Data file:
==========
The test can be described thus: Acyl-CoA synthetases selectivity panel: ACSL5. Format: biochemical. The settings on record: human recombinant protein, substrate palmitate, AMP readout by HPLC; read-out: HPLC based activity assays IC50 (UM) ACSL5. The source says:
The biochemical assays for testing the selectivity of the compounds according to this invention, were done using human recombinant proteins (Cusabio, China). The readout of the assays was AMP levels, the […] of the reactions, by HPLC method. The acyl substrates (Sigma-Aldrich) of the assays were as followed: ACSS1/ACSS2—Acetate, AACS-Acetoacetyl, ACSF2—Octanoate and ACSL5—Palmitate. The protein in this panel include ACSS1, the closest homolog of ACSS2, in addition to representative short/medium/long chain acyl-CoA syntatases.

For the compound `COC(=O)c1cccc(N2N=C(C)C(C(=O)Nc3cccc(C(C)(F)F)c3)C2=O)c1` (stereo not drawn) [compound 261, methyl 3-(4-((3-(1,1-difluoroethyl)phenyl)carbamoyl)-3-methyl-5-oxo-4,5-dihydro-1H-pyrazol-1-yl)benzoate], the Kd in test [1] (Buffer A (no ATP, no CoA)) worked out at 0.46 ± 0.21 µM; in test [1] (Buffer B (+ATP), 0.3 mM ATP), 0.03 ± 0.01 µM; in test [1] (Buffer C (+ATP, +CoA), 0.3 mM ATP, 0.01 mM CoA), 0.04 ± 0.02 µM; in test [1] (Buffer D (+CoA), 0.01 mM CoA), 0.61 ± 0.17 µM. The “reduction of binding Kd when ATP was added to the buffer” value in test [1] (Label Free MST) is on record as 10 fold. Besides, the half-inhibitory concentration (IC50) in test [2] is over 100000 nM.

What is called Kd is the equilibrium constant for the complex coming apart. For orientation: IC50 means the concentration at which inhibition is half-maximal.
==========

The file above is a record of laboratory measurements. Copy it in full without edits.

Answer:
The test can be described thus: Acyl-CoA synthetases selectivity panel: ACSL5. Format: biochemical. The settings on record: human recombinant protein, substrate palmitate, AMP readout by HPLC; read-out: HPLC based activity assays IC50 (UM) ACSL5. The source says:
The biochemical assays for testing the selectivity of the compounds according to this invention, were done using human recombinant proteins (Cusabio, China). The readout of the assays was AMP levels, the […] of the reactions, by HPLC method. The acyl substrates (Sigma-Aldrich) of the assays were as followed: ACSS1/ACSS2—Acetate, AACS-Acetoacetyl, ACSF2—Octanoate and ACSL5—Palmitate. The protein in this panel include ACSS1, the closest homolog of ACSS2, in addition to representative short/medium/long chain acyl-CoA syntatases.

For the compound `COC(=O)c1cccc(N2N=C(C)C(C(=O)Nc3cccc(C(C)(F)F)c3)C2=O)c1` (stereo not drawn) [compound 261, methyl 3-(4-((3-(1,1-difluoroethyl)phenyl)carbamoyl)-3-methyl-5-oxo-4,5-dihydro-1H-pyrazol-1-yl)benzoate], the Kd in test [1] (Buffer A (no ATP, no CoA)) worked out at 0.46 ± 0.21 µM; in test [1] (Buffer B (+ATP), 0.3 mM ATP), 0.03 ± 0.01 µM; in test [1] (Buffer C (+ATP, +CoA), 0.3 mM ATP, 0.01 mM CoA), 0.04 ± 0.02 µM; in test [1] (Buffer D (+CoA), 0.01 mM CoA), 0.61 ± 0.17 µM. The “reduction of binding Kd when ATP was added to the buffer” value in test [1] (Label Free MST) is on record as 10 fold. Besides, the half-inhibitory concentration (IC50) in test [2] is over 100000 nM.

What is called Kd is the equilibrium constant for the complex coming apart. For orientation: IC50 means the concentration at which inhibition is half-maximal.